Our strategy is people-oriented as shown from our economic blueprint Inclusive Developmental Agenda (Idea).

SN: Do you foresee the PRC wresting power from Zanu PF?

ST: PRC will not only wrest power from Zanu PF, for a matter of fact, PRC is transforming from an opposition to a party in government come July 2018 elections.

PRC has a solid foundation base with people from different political backgrounds coming together, which has never been seen in the history of the Zimbabwean politics.

Our PRC presidential candidate, (Joice) Mujuru, represents the past, present and the future.

Moreso, PRC will not win elections alone, as it has been a norm in the past.

PRC will win both elections and power to govern.

SN: PDP and other opposition political parties have been condemned for dining with Zanu PF through a coalition with Mujuru, what can you say about this assumption?

ST: It is not a secret that she was once a Zanu PF member, the first female Vice-President of Zimbabwe. Mujuru is a reformist in the same mould as the late former Prime Minister Morgan Tsvangirai, who hailed from Zanu PF to opposition politics.

SN: What do you make of PRC’s chances in this year’s election?

ST: We are going to win resoundingly because we have programmes and policies that appeal to the masses.

We have a tried and tested presidential candidate with liberation war credentials and experience in government and statecraft.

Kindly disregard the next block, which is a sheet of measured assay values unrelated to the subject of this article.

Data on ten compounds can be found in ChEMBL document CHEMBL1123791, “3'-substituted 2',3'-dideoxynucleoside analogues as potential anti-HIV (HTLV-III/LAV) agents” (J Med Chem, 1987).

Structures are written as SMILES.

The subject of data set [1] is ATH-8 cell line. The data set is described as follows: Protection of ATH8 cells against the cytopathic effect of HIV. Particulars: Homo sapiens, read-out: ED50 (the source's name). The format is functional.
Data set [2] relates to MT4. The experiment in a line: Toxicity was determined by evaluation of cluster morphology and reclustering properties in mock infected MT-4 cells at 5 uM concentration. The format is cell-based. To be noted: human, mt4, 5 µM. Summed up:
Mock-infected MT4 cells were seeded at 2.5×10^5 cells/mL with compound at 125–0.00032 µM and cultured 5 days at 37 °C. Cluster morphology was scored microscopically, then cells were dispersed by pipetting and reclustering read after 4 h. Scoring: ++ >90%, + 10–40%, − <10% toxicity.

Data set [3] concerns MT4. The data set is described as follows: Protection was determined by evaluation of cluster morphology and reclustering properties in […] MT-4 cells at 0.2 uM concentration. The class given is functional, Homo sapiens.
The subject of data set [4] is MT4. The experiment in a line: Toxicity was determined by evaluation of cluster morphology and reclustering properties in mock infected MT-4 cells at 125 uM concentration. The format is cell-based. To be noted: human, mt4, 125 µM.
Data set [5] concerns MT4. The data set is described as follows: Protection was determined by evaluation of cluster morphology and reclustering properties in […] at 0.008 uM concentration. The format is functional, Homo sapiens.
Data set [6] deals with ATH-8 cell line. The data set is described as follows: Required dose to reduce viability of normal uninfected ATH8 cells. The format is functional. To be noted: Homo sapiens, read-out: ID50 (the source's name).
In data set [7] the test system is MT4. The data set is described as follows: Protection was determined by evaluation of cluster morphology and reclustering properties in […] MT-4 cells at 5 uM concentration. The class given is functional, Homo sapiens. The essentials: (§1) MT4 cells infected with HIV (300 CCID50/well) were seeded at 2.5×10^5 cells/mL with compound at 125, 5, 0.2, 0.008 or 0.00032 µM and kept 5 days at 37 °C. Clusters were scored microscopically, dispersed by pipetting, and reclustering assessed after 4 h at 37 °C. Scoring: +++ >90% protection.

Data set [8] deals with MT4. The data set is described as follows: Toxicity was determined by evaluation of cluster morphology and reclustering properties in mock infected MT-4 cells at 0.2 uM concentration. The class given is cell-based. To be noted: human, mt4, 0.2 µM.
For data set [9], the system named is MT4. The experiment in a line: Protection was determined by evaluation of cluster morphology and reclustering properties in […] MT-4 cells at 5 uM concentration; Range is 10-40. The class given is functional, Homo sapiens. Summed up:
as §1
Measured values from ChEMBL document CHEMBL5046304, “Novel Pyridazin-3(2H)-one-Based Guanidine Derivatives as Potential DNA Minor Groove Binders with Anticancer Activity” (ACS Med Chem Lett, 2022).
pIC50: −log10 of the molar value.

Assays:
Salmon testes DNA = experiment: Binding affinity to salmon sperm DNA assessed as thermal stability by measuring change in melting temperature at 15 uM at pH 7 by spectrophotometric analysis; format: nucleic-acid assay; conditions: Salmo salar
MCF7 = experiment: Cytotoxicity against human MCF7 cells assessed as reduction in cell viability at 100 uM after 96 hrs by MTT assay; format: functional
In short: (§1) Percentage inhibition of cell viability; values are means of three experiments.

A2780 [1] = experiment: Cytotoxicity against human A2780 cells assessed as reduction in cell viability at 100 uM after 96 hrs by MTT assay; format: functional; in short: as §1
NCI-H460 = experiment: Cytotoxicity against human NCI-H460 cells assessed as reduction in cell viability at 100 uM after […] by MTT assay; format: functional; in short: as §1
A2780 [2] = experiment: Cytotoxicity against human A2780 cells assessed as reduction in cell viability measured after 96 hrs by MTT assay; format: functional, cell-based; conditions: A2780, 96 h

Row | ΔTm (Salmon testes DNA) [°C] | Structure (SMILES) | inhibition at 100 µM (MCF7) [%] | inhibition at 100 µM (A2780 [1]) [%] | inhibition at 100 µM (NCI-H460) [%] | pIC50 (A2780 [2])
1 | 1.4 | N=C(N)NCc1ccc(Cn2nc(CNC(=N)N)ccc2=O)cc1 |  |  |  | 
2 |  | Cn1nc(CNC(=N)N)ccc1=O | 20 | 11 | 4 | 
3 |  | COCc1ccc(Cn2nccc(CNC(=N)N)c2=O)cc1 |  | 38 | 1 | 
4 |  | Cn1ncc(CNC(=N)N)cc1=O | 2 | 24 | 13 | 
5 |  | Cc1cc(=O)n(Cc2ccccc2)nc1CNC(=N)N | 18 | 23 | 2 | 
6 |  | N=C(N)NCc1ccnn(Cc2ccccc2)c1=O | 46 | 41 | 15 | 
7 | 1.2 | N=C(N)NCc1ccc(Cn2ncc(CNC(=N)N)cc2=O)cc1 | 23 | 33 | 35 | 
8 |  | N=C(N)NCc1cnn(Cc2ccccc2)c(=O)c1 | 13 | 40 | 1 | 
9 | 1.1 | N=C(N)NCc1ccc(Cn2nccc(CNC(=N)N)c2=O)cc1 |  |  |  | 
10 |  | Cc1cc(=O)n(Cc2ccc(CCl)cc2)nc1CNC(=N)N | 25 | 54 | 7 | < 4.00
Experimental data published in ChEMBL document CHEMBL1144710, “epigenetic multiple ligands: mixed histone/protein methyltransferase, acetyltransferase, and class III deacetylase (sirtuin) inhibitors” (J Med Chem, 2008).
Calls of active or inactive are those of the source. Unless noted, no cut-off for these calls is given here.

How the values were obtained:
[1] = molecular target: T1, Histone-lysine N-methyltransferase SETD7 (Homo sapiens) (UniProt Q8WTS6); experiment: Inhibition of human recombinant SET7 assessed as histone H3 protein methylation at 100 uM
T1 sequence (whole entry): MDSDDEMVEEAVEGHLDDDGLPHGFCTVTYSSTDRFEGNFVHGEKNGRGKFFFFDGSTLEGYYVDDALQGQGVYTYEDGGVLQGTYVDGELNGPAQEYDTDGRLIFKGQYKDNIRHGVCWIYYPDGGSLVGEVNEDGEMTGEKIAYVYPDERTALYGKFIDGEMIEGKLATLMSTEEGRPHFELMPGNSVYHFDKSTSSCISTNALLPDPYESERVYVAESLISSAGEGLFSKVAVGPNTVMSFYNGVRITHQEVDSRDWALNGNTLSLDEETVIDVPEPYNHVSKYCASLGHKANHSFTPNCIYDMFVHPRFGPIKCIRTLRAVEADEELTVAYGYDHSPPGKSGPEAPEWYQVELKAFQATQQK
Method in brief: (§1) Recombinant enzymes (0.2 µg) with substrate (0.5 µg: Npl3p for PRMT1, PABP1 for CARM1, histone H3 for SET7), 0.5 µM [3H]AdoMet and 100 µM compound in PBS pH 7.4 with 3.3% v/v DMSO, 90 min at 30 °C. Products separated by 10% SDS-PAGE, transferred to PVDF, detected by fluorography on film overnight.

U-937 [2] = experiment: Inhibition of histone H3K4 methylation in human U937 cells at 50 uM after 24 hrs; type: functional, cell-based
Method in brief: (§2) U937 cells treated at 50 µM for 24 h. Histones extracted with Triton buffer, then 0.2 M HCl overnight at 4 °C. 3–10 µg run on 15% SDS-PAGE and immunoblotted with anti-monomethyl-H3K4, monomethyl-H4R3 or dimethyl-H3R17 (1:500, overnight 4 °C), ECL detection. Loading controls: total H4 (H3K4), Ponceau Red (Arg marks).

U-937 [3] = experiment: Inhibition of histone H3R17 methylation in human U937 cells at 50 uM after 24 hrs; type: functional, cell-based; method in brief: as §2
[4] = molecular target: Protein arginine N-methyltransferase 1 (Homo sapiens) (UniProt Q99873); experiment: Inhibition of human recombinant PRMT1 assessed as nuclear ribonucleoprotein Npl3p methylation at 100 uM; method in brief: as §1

SN: How far has PRC gone with regards to primary elections?

ST: I am happy to announce that the PRC has developed all-inclusive and robust candidate selection guidelines that all coalition partners are happy with.

A feature of the guidelines is its emphasis on consensus, consensus, consensus.

That process of candidate selection is still ongoing and is all encompassing.

SN: Which constituency will you be contesting for?

ST: I have interests in Matabeleland North and will let the nation know in due course after consultations and the finalisation of the PRC candidate selection process.

SN: Will PRC field candidates throughout the country?

ST: Yes, the PRC is going to field all the 1 958 local authority seats and 210 National Assembly, 60 and all Senate and women’s quota seats.

SN: There are some predictions by prophets making the rounds that Mujuru will win the elections, what is your reaction to that and how does it make the party members feel?

ST: While we appreciate the prophecies from men and women of God, we greatly accept and receive the blessings.

This will, however, not derail us from our vision and hard work ensuring that we garner the highest threshold votes for a resounding victory to usher in a PRC people-centred government.

SN: Your parting words Zimbabweans

ST: In the midst of the Zimbabwean political turmoil and uncertainties, We at the PRC, with the able leadership of Mujuru, are offering Zimbabwe with a new narrative and solutions to turn Zimbabwe into a fruitful, prosperous and developmental nation.

To all Zimbabweans we appeal for your votes.

2 Comments

  1. Comment…how can a right thinking zimbabwe vote for bunch of confused women they either ed or chamisa bcz they don’t have ppl on their side rather to form a briefcase coalition with board room politics.

  2. When Britain said it had a financial chest for democratic organisations in Zimbabwe little did we know they are opening up the country to opportunists who are interested not in a New Zimbabwe but are interested in this British purse. Who has seen PDP or PRC?